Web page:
<tr>
  <td>[loop-code]</td>
  <td>[loop-field description]</td>
  <td align=right>[loop-field price]</td>
+ <td>[order [loop-code]]order now[/order]</td>
  </tr>
  [/loop]


Note: The line to add is marked by a '+'. Do not include the '+'. The other lines are shown to give you context. (This style is called a "context diff" and will be used frequently.)

11.2. pages/ord/basket.html

Create the directory pages/ord/ inside the tutorial catalog directory now. In other words, you should have an ord/ inside the pages/ directory.

For the [order] tag Interchange will expect a default page called pages/ord/basket.html. This page will display the contents of the shopping basket as well as have other shopping basket functionality.

The Interchange demo store has a full-featured shopping basket available for you to use, but we'll cobble our own simple one together. The shopping basket items can be accessed using a set of tags which have an [item] prefix. Let's put this text in the new file pages/ord/basket.html first and then we'll discuss the tags used in it:

[include top]
[include left]

<h2>This is your shopping cart!</h2>

<table cellpadding=5>

<tr>
<th>Qty.</th>
<th>Description</th>
<th>Cost</th>
<th>Subtotal</th>
</tr>

[item-list]
<tr>
<td align=right>[item-quantity]</td>
<td>[item-field description]</td>
<td align=right>[item-price]</td>
<td align=right>[item-subtotal]</td>
</tr>
[/item-list]

<tr><td colspan=4></td></tr>

<tr>
<td colspan=3 align=right><strong>Total:</strong></td>
<td align=right>[subtotal]</td>
</tr>

</table>

<hr>

<p>
[page checkout]Purchase now[/page]<br>
[page index]Return to shopping[/page]
</p>

[include bottom]

The basket items can be accessed one at a time by using the [item-list] tag. So we will create a table by iterating through the basket items. The text within the [item-list] [/item-list] tags is created for each item in the list.

Now we will also put a link in the index page so that shoppers can go to their shopping cart without ordering something. Modify the end of pages/index.html thusly:

  </table>
+ <hr>
+ <p align=center>[page order]View shopping cart[/page]</p>
  [include bottom]

Go ahead and test out the shopping basket in your browser.


12. Order checkout

12.1. pages/checkout.html

We can now complete the site by adding the ability to check out with the shopping cart and finalize the order. To do this we want the customer to provide a shipping address (which we will lazily assume is the same as the billing address), and payment information. We will process the order by verifying their payment information and sending an email to the merchant (ourselves) detailing the order.

We'll start by creating a checkout page. The checkout page will consist of a form that takes the pertinent information from the customer and performs a simple credit card number check. In this case we'll use the built-in test that only checks to see if a given card number could be valid. If all of the information is acceptable the customer will move on to the next phase of the order process. If it is not, an error page will be displayed.

Let's create pages/checkout.html and then we can discuss it step by step. This page is a bit more complex than the others, but don't be intimidated. Most of it is just standard HTML form coding.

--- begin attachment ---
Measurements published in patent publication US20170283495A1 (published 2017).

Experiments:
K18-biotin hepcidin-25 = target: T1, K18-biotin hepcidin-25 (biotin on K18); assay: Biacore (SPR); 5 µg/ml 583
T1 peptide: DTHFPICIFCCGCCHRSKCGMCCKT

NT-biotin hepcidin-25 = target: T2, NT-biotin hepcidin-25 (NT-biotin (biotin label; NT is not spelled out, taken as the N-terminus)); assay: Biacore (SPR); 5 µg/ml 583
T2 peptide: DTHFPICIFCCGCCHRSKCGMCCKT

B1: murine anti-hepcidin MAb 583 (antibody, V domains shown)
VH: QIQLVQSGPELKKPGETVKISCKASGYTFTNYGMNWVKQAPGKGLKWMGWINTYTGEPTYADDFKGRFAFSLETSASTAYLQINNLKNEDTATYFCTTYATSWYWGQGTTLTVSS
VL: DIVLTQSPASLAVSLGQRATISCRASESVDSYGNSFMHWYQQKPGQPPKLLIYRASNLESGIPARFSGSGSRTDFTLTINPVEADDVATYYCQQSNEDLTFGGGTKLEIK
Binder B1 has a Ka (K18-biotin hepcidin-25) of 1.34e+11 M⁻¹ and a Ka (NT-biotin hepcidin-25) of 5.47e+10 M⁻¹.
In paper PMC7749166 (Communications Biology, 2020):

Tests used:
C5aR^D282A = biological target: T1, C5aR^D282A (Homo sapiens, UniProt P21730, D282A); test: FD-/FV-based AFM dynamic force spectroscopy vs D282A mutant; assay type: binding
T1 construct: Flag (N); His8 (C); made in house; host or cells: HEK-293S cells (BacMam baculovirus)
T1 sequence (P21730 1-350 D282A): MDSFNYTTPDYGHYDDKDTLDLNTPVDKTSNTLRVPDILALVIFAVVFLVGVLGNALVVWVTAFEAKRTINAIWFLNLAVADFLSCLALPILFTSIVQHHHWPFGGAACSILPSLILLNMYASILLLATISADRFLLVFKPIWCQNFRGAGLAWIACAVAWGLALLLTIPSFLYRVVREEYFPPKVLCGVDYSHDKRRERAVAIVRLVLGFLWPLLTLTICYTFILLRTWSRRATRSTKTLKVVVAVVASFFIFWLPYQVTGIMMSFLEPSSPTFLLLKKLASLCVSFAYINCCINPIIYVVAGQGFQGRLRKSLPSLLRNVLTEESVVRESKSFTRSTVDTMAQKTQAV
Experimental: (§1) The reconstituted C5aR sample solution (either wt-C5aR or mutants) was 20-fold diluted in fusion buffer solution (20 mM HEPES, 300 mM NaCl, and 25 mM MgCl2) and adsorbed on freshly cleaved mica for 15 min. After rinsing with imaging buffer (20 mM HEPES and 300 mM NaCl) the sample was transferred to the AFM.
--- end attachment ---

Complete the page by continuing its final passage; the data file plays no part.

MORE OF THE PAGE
[include top]
[include left]
<h1>Checkout Page</h1>

<form method=post action="[process]">
<input type=hidden name=mv_todo value=submit>
<input type=hidden name=mv_order_profile value=order_profile>
<input type=hidden name=mv_cyber_mode value=minivend_test>

<table cellpadding=3>

<tr>
<td align=right><b>First name:</b></td>
<td><input type=text name=fname value="[value fname]"></td>
</tr>

<tr>
<td align=right><b>Last name:</b></td>
<td><input type=text name=lname value="[value lname]"></td>
</tr>

<tr>
<td align=right rowspan=2><b>Address:</b></td>
<td><input type=text name=address1 value="[value address1]"></td>
</tr>

<tr>
<td><input type=text name=address2 value="[value address2]"></td>
</tr>

<tr>
<td align=right><b>City:</b></td>
<td><input type=text name=city value="[value city]"></td>
</tr>

<tr>
<td align=right><b>State:</b></td>
<td><input type=text name=state value="[value state]"></td>
</tr>

<tr>
<td align=right><b>Postal code:</b></td>
<td><input type=text name=zip value="[value zip]"></td>
</tr>

<tr>
<td align=right><b>Country:</b></td>
<td><input type=text name=country value="[value country]"></td>
</tr>

</table>

<p>
Note: We assume that your billing address is the same as your shipping address.
</p>

<table cellpadding=3>

<tr>
<td align=right><b>Credit card number:</b></td>
<td><input type=text name=mv_credit_card_number value="" size=20></td>
</tr>

<tr>
<td align=right><b>Credit card expiration date:</b></td>
<td>
Month (number from 1-12):
<input type=text name=mv_credit_card_exp_month value="" size=2 maxlength=2>
<br>
Year (last two digits only):
<input type=text name=mv_credit_card_exp_year value="" size=2 maxlength=2>
</td>
</tr>

</table>

<p>
<input type=submit name=submit value="Finalize!">
<input type=reset name=reset value="Reset">
</p>

</form>

<p>[page index]Return to shopping instead[/page]</p>
[include bottom]

First we begin an HTML form with a method of 'post' (which sends the form data as its own stream, as opposed to the 'get' method which encodes the data as part of the URL). The [process] tag creates a special URL for form processing. Interchange has a built-in form processor which is configured by submitting certain fields in the form. The Finalize button will invoke this form processor and then link the user to the special_pages/receipt.html page (described later).

We will submit some hidden form values which will tell Interchange how to process this form. The first value mv_todo has the value of submit; this causes the form to be submitted for validation. The second value sets mv_order_profile to order_profile. The order profile determines the validation process for the form. We'll go into this in the next section.